Youth awards honor 17 from Henrico

These students were among 17 from Henrico honored recently by the ICGR.

Honorees from 45 area public and private schools joined with parents, educators, and community leaders Feb. 12 for the 48th Annual Brotherhood Sisterhood Youth Awards program, sponsored by the Interfaith Council of Greater Richmond (ICGR) and held at River Road Baptist Church.

Keynote speaker Jonathan C. Zur, CEO and President of the Virginia Center for Inclusive Communities, led the gathering of educators, parents, and community leaders in congratulating award winners. Among students recognized for their excellence of character, efforts on behalf of social and cultural justice, and desire to help others overcome prejudice and discrimination were 17 Henrico County seniors.

At The Collegiate School, Adriana Soria-Hawkinson developed a project with Oak Grove-Bellmeade Elementary School’s Hispanic population, pairing Collegiate Spanish- speaking students with Hispanic children for purposes of tutoring, mentoring, and providing enriching excursions in the Richmond area. In addition, Adriana spent last summer working in an orphanage in China caring for terminally ill children with disabilities, and has served as a mentor to a child with autism for more than four years.

Morgan Howard of Henrico H.S. was instrumental in the reincarnation of Henrico’s LGBQT student organization, “Safe Zone," which is designed to unify students from all backgrounds and ethnicity, regardless of sexual orientation. She also is active in the Ecology Club, serves as president of the Drama Club, and created a program entitled “Gender Stereotypes” for the Virginia Center for Inclusive Communities.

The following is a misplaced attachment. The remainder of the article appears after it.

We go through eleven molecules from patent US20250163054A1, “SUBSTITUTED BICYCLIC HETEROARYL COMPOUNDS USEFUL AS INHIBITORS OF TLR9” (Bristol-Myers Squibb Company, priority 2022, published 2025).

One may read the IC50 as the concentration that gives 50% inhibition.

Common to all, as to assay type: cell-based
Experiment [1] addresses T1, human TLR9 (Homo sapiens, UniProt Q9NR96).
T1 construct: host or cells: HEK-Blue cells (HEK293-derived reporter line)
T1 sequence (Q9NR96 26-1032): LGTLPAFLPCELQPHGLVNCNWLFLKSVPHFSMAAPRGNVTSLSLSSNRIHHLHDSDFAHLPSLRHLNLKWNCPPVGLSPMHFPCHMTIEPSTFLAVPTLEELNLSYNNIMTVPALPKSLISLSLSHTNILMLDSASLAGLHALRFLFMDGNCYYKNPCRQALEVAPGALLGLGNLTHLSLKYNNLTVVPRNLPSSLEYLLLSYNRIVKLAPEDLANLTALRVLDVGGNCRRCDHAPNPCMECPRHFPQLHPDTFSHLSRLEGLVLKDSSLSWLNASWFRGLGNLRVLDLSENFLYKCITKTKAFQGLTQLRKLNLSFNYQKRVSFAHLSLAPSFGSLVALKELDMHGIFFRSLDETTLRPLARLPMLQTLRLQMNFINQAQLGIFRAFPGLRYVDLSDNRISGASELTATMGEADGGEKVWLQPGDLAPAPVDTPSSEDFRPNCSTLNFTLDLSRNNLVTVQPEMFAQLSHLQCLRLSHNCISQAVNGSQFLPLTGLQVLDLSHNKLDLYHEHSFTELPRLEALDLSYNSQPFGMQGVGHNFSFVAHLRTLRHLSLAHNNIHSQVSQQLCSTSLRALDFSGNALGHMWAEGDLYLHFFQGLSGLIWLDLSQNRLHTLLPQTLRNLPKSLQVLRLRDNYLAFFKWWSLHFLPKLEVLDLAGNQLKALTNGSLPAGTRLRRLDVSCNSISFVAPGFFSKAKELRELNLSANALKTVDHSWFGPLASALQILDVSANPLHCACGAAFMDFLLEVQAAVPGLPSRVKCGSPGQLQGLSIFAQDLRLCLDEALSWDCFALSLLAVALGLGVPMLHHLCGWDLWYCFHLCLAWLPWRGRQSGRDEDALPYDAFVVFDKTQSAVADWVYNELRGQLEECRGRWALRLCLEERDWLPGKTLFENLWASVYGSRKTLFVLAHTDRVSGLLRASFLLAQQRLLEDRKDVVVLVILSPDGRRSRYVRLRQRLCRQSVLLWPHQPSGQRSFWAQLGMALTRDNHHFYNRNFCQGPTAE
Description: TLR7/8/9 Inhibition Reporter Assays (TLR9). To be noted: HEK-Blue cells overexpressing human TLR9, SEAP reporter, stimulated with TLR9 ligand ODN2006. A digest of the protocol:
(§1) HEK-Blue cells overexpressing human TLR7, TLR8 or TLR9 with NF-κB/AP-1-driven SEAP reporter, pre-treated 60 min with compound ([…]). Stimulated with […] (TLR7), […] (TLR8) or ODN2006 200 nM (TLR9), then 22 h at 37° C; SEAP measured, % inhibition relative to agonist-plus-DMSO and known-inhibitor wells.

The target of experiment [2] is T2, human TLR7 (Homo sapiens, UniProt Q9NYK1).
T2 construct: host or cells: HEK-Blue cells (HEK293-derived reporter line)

As a school counseling aide, Lindsay Crytzer often gives tours to new students who transfer to Glen Allen H.S., going out of her way to welcome them and take a genuine interest in them. Since entering GAHS, she has been active with “Circle of Friends,” a lunch inclusion group with exceptional education students; she also helps the students during their physical education classes, playing games with them and getting them involved in the class.

Chelsea Ofori of Hermitage High School is a member of several national honor societies and has volunteered for the Christmas Mother and Habitat for Humanity as well as at the Richmond Folk Festival, Glen Allen Library, the Monument Avenue 10k, and Henrico Doctor's Hospital. An aspiring pediatrician, she also plays on the soccer and field hockey teams and serves as SCA secretary.

Caroline P. Forrest of Douglas S. Freeman High School "lives every day embodying The Golden Rule," say her nominators. "She treats all students at school with the same kind courtesy she extends to her teachers [and] reaches out to reserved students to make sure the student feels included." She spends mornings and study periods tutoring students struggling to learn a foreign language, and as a freshman was nominated by her peers to receive the “Rachel’s Challenge Award."

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A member of the school's Mentoring Club and "Do Something Club," Qiana Williams of Highland Springs Technical Center is known for her rapport with others of diverse backgrounds and for her ability to "speak peace" during confrontational conversations in class. As a student worker in the Springer Preschool Academy, she displays sensitivity, patience and compassion, especially with preschoolers who need extra attention because of limited abilities.

Hannah Emery, a veterinary student at Hermitage Technical Center, volunteers with exceptional education students and at the veterinary Summer Fun program for middle schoolers; she is also proficient in sign language and works with deaf students. In addition to serving